Via Nick Clerkin.

Monday assorted links

1. “Sociable weavers work together to construct large nests in southern Africa, often in acacia trees. The nests can weigh as much as 1 ton and house up to 200 birds in individual chambers. Their cooperative behaviors also include chick rearing and defense against snakes and falcons.”  Link here.

2. Why so much regional inequality in Britain (The Economist).

3. Both of these supposed Gauguins look like fakes to me.

4. Shruti on Indian Matchmaking (Bloomberg).

5. A sort of funny tweet stream about cross-national comparisons of corporate tax laws.

6. New and positive results on deworming.

7. “Zombie cicadas” infected with mind-controlling fungus return to West Virginia.

Nursing home networks and Covid-19

We construct network measures of nursing home connectedness and estimate that nursing homes have, on average, connections with 15 other facilities. Controlling for demographic and other factors, a home’s staff-network connections and its centrality within the greater network strongly predict COVID-19 cases. Traditional federal regulatory metrics of nursing home quality are unimportant in predicting outbreaks, consistent with recent research. Results suggest that eliminating staff linkages between nursing homes could reduce COVID-19 infections in nursing homes by 44 percent.

That is from a new NBER working paper by M. Keith Chen, Judith A. Chevalier, and Elisa F. Long, and I am going to nominate this as one of the very best and most important papers of the year.

The Great Psychometric test continues (U.K. fact of the day)

And the results ain’t always pretty:

The number of high-risk drinkers nearly doubled in lockdown and was worst in groups of higher social class, a government report shows.

Here is the (gated) Telegraph article.  Part of the mechanism of course may be that the “groups of higher social class” have not experienced the most severe income hits.  But I wonder if there is not more at work here.  These same “groups of higher social class” are also those who went around to parties to be feted, traveled the world, gave talks at conferences, “did deals,” dominated meetings and grabbed the good seat, and through various other means received big in-person ego boosts in pre-Covid times.  Now those ego boosts are gone, and…what do they do?  Some of them do very fine things indeed.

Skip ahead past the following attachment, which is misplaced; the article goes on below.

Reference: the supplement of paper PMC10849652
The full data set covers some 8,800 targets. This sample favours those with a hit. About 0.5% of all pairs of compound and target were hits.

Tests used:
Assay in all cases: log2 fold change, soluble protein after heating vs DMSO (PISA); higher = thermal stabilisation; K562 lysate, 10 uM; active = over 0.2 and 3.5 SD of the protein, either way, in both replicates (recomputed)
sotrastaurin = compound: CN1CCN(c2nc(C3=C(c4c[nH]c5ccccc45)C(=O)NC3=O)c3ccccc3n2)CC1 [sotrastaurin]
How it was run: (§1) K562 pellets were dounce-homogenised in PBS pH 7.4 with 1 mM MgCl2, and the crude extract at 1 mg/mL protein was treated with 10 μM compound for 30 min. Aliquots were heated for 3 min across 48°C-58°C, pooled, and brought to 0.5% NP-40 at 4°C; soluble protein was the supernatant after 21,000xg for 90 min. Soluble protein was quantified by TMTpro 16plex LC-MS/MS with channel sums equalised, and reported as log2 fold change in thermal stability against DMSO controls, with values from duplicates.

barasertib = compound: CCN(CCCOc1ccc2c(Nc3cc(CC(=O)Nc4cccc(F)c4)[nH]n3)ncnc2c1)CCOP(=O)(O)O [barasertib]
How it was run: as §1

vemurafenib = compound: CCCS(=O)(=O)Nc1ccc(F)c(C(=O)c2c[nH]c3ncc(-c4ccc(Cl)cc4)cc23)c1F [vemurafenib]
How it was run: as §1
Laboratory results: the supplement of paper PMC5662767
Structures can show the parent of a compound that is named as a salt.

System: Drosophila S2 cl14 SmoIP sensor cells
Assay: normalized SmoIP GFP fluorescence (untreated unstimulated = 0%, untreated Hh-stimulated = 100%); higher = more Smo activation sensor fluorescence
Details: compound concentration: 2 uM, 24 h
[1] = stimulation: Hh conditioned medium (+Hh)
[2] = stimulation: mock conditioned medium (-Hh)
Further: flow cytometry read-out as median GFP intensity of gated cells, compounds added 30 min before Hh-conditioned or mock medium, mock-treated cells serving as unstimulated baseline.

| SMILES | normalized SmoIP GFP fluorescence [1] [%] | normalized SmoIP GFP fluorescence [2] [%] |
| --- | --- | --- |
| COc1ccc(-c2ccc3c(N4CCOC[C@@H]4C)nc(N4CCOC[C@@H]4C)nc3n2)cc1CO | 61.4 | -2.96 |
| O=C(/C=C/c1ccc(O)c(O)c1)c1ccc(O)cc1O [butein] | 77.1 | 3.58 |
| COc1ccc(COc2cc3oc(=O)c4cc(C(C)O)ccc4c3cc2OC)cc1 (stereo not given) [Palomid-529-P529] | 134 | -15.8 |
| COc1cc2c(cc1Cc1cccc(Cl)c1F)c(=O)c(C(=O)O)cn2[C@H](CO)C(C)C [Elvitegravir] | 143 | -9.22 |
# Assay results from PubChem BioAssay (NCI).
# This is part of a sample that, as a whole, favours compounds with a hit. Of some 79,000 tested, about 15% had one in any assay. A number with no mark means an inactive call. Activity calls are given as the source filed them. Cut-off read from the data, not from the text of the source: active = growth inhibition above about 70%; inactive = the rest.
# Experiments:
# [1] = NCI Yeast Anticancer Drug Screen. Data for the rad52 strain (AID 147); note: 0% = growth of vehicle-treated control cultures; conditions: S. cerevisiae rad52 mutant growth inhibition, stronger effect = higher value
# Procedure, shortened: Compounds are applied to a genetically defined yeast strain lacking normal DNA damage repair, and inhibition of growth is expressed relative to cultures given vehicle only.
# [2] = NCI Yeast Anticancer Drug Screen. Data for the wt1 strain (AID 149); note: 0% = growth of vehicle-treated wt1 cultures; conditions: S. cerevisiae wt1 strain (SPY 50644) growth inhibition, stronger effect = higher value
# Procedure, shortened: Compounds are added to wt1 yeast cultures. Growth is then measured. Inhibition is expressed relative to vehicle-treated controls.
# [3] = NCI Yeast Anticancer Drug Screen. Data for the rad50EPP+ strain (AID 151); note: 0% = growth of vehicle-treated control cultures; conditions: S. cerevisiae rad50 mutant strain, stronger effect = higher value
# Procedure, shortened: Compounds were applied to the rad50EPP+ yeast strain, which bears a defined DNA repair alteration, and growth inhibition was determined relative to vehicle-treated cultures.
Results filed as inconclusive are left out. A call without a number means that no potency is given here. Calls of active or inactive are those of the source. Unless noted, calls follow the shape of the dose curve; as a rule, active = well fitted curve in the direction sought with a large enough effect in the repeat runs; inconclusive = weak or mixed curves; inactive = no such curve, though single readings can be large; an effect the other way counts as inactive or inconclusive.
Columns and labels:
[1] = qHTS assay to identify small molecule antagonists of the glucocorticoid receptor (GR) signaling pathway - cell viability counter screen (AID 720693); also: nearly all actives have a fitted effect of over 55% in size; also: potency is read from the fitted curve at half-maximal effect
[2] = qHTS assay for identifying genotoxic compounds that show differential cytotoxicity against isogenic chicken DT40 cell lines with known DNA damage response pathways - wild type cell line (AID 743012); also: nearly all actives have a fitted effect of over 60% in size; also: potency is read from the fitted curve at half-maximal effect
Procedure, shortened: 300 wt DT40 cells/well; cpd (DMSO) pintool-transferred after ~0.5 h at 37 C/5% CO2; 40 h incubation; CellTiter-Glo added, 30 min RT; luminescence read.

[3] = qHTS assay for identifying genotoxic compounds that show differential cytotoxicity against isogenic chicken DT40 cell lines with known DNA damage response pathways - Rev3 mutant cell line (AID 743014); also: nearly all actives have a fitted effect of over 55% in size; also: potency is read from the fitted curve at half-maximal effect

*Missing: The Need for Closure after the Great War*

That is the new and excellent book by Richard Van Emden, and it covers how the British bureaucracy handled the reporting and identification of soldier corpses during and after the First World War.  Here is the author’s summary:

Here is the story of the army’s hunt for legions of missing men.  How were they sought?  How many were found and identified and what were the implications for families when that search was wound down?  tens of thousands of British people felt compelled to visit France and Belgium to see where their loved ones died; here we will explore what happened to the battlefields of Northern France and Belgium in the immediate post-war years…In telling the story of Britain’s military cemeteries on the western Front, this book will look at their design and horticulture, and examine the extraordinary lengths to which the gardeners of the Imperial War Graves Commission went to create an Eden for their dead comrades.

It turns out the British Army searched for remains for about three years, and after that the efforts pretty much dwindled to zero.  I also enjoyed reading about how these efforts, and the building of on-the-site graveyards, intersected with French and Belgium law and property rights.  And this:

An important question had been posed: to whom did the dead belong?  Did families own them?  Or did the bodies of servicemen and women remain in passive, eternal servitude to the army and, by extension, the government?  They were, after all, in military service and under military law when they died.  Did death release a body from continued service only to be automatically re-enlisted into the ritual of state-organised and state-controlled remembrance?